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Quality of Life Research

, Volume 25, Issue 3, pp 615–624 | Cite as

Evaluating PROMIS® instruments and methods for patient-centered outcomes research: Patient and provider voices in a substance use treatment setting

  • Kelly L. Johnston
  • Suzanne M. Lawrence
  • Nathan E. Dodds
  • Lan Yu
  • Dennis C. Daley
  • Paul A. Pilkonis
Special Section: PROs in Non-Standard Settings (by invitation only)

Abstract

Purpose

Our work as a primary research site of the Patient-Reported Outcomes Measurement Information System (PROMIS®), combined with support from the Patient-Centered Outcomes Research Institute, allowed us to evaluate the real-world applicability and acceptability of PROMIS measures in an addiction medicine setting.

Methods

As part of a 3-month prospective observational study, 225 outpatients at a substance abuse treatment clinic completed PROMIS item banks for alcohol use (as well as 15 additional item banks from 8 other PROMIS domains, including emotional distress, sleep, and pain), with assessments at intake, 1-month follow-up, and 3-month follow-up. A subsample of therapists and their patients completed health domain importance ratings and qualitative interviews to elicit feedback regarding the content and format of the patients’ assessment results.

Results

The importance ratings revealed that depression, anxiety, and lack of emotional support were rated highest of the non-alcohol-related domains among both patients and clinicians. General alcohol use was considered most important by both patients and clinicians. Based on their suggestions, changes were made to item response feedback to facilitate comprehension and communication.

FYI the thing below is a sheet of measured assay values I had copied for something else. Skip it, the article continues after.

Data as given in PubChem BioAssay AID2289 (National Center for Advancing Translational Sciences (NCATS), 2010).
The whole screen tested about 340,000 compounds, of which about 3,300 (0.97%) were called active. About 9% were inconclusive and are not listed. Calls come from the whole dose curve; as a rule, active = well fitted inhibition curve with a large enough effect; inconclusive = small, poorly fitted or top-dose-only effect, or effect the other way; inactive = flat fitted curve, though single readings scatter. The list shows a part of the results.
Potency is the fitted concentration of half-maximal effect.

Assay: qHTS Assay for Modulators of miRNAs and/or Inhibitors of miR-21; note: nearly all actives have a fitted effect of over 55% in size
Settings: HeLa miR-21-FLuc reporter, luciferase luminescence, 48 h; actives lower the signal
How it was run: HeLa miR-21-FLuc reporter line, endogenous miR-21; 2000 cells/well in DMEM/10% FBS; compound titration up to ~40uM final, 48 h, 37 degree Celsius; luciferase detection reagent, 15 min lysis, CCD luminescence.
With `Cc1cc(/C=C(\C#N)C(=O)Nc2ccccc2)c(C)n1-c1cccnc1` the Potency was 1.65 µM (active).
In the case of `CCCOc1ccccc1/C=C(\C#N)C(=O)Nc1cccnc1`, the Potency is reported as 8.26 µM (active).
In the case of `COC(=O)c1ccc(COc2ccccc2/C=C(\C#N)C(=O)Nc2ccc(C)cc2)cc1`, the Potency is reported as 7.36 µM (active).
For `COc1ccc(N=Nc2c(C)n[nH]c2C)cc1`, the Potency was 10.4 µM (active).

Conclusions

Both therapists and patients agreed that their review of the graphical display of scores, as well as individual item responses, helped them to identify areas of greatest concern and was useful for treatment planning. The results of our pilot work demonstrated the value and practicality of incorporating a comprehensive health assessment within a substance abuse treatment setting.

Keywords

Patient-reported outcomes Substance abuse Qualitative research Interviews 

Notes

Acknowledgments

This project was funded by the Patient-Centered Outcomes Research Institute (1IP2PI000189; PI: Paul A. Pilkonis, PhD). We acknowledge the work of our colleagues within the NIDA Clinical Trials Network that collaborated in this work. Dennis Daley, PhD, is the principal investigator of the Tri-State Appalachian node, and clinical data from this node were collected in Pittsburgh, PA, where we are grateful for the help of Trey Ghee, LSW, Dorothy Sandstrom, MS, and Janis McDonald.

Compliance with ethical standards

Conflict of interest

The authors declare that they have no conflict of interest.

Ethical standard

All procedures performed in studies involving human participants were in accordance with the ethical standards of the institutional and/or national research committee and with the 1964 Helsinki declaration and its later amendments or comparable ethical standards. This study was reviewed and approved by the University of Pittsburgh Institutional Review Board.

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Copyright information

© Springer International Publishing Switzerland 2015

Authors and Affiliations

  • Kelly L. Johnston
    • 1
  • Suzanne M. Lawrence
    • 1
  • Nathan E. Dodds
    • 1
  • Lan Yu
    • 1
    • 2
  • Dennis C. Daley
    • 1
  • Paul A. Pilkonis
    • 1
  1. 1.Department of Psychiatry, Western Psychiatric Institute and ClinicUniversity of Pittsburgh School of MedicinePittsburghUSA
  2. 2.Department of MedicineUniversity of Pittsburgh School of MedicinePittsburghUSA

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